7. sensory examination (see figure 23. ASIA grading scale.)
                                    a. light touch
                                    b. pin-prick
                                    c. temperature discrimination (hot vs. cold)
                                    d. proprioception
                                    e. full exam includes perianal region
                        8. upper and lower extremity spinal nerves (see table 1. Upper extremity spinal nerves; table 2. Lower extremity spinal nerves. Tables adapted from Topp RF, Savitsky E, Cranston WP. Combat Casualty Care; Lessons learned from OEF and OIF, Ch. 10: Spinal Trauma, 2010.)
                                    a. deep tendon reflexes
                                    b. upper extremity spinal nerves
                                    c. lower extremity spinal nerves
                        9. pathologic reflexes                                                               
                                    a. Hoffman reflex: involuntary thumb interphalangeal joint flexion after palmar to dorsal flicking maneuver applied to middle finger distal phalanx
                                    b. Babinski reflex: involuntary dorsiflexion of the hallux and spreading of the lesser toes in response to foreceful scratching of plantar/lateral aspect of foot
                                    c. ankle clonus: involuntary repetitive dorsiflexion of ankle in response to one-time forceful dorsiflexion of ankle by examiner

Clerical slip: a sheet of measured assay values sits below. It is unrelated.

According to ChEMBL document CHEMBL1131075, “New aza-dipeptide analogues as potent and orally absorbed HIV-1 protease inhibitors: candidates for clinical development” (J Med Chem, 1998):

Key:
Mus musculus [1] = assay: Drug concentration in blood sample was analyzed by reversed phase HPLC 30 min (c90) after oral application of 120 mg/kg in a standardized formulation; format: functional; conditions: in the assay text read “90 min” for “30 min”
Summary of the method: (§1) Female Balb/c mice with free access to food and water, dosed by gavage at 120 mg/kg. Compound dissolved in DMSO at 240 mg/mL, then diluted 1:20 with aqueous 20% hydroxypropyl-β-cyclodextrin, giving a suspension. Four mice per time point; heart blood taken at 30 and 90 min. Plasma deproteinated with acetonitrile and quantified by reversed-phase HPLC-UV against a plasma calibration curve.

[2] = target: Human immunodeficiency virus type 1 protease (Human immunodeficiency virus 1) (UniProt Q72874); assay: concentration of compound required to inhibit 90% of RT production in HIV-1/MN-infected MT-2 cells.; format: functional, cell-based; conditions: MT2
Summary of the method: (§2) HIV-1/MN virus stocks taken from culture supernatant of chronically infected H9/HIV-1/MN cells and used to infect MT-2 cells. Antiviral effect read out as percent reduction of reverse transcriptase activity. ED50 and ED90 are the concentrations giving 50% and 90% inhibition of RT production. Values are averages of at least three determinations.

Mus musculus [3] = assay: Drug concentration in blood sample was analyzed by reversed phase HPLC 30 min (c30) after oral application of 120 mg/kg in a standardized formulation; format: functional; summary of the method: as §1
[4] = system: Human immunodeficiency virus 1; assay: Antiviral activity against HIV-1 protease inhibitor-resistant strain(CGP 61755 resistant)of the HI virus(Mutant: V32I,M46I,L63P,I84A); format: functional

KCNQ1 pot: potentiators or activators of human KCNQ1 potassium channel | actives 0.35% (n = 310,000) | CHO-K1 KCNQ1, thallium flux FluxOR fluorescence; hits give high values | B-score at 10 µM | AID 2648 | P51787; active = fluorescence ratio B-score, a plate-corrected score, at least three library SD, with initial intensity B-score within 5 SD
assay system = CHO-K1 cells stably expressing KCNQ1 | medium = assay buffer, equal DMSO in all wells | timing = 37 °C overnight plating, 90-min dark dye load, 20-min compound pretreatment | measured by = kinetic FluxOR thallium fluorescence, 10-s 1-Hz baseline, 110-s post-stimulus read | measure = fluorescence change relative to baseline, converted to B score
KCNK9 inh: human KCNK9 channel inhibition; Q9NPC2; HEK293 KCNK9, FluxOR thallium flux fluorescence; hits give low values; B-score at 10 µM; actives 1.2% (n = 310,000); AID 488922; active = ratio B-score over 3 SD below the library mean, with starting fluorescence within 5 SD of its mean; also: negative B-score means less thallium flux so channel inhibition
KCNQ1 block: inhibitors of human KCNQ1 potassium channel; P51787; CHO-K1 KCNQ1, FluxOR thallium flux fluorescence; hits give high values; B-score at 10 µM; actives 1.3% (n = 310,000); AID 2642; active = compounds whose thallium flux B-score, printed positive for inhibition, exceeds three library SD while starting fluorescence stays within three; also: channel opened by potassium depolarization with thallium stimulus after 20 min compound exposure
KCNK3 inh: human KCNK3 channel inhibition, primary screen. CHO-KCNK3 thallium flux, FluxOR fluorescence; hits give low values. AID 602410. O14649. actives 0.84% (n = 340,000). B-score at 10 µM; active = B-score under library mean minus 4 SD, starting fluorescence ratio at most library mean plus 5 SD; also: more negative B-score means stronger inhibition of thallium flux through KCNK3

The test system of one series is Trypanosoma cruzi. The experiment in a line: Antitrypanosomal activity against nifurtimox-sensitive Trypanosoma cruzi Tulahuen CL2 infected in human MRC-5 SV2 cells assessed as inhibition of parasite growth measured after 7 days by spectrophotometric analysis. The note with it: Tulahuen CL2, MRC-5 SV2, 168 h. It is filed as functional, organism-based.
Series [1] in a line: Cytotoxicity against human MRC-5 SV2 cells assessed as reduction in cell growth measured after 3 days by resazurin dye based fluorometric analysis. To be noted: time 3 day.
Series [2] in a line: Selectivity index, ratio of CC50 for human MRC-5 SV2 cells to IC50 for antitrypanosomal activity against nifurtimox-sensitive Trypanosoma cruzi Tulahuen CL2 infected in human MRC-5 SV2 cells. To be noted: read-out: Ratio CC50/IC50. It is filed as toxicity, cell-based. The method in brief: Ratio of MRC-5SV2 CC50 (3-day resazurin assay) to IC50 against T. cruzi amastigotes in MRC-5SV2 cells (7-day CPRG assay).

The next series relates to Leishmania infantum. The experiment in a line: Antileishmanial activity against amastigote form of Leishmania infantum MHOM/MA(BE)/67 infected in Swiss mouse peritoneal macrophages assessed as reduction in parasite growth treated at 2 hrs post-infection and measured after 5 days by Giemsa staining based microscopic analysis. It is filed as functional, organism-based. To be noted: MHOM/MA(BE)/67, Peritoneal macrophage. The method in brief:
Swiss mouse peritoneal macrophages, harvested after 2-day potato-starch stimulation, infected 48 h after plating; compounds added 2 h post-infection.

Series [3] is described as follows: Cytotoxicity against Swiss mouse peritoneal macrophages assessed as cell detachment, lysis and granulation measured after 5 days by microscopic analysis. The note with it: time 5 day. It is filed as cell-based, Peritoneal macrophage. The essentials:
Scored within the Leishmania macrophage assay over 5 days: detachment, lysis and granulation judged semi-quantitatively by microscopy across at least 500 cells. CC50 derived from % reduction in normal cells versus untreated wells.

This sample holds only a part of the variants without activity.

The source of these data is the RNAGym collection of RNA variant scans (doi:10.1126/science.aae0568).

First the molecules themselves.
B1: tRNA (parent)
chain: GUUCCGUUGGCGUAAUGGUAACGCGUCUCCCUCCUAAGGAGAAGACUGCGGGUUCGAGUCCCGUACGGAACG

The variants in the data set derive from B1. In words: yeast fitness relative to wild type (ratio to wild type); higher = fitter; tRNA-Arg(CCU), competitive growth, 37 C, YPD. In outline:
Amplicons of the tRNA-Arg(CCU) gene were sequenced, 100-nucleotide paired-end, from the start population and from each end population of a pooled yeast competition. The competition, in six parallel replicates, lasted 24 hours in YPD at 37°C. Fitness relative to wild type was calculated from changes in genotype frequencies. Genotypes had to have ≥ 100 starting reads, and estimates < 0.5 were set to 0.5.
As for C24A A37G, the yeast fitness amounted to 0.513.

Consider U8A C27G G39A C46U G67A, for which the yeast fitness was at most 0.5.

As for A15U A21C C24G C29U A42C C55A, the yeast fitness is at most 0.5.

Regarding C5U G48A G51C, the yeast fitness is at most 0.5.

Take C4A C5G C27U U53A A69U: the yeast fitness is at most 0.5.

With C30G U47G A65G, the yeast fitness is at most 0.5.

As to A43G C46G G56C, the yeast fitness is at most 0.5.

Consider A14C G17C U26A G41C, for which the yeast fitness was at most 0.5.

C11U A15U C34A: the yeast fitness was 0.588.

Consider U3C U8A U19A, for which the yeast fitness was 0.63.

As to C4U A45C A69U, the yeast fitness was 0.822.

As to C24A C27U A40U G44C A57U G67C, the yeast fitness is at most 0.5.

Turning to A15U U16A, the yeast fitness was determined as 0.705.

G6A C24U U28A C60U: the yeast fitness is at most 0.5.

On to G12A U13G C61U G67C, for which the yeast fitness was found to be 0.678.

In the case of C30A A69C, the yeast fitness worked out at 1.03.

E. Diagnostic evaluation
                        1. limited imaging potential at echelon II facilities
                                    a. plain radiography (see figure 24. C7 facet fracture with contralateral perched facet and C6 radiculopathy.) – AP, lateral, odontoid views
                        2. advanced modalities available at echelon III
                                    a. CT scan (see figure 25. T4 fracture dislocation CT sagittal.) recommended if plain films inadequate, plain films demonstrate major fracture or dislocation, or neurologic deficit present
                                    b. laboratory support
                                    c. blood bank
                                    d. orthopaedic, neurosurgeon, trauma, and vascular surgeons available
                                    e. dedicated operating rooms
                        3. MRI at echelon IV and V (see figure 26. T4 fracture dislocation MRI with complete cord transaction.)
                        4. image and evaluate entire spine (see figure 25. T4 fracture dislocation CT sagittal; figure 27. L4 fracture associated with T4 fracture dislocation.)
                                    a. 8-28% of patients with a spinal column injury will have a non-contiguous spinal injury2
                                    b. up to 30% of these injuries are missed on initial evaluation2
III. Resuscitation
            A. Airway, breathing, circulation
            B. Neurogenic shock
                        1. flaccid paralysis with hypotension and bradycardia due to withdrawal of sympathetic tone as a result of spinal cord injury
                        2. treat with supportive measures: IV fluids, pressors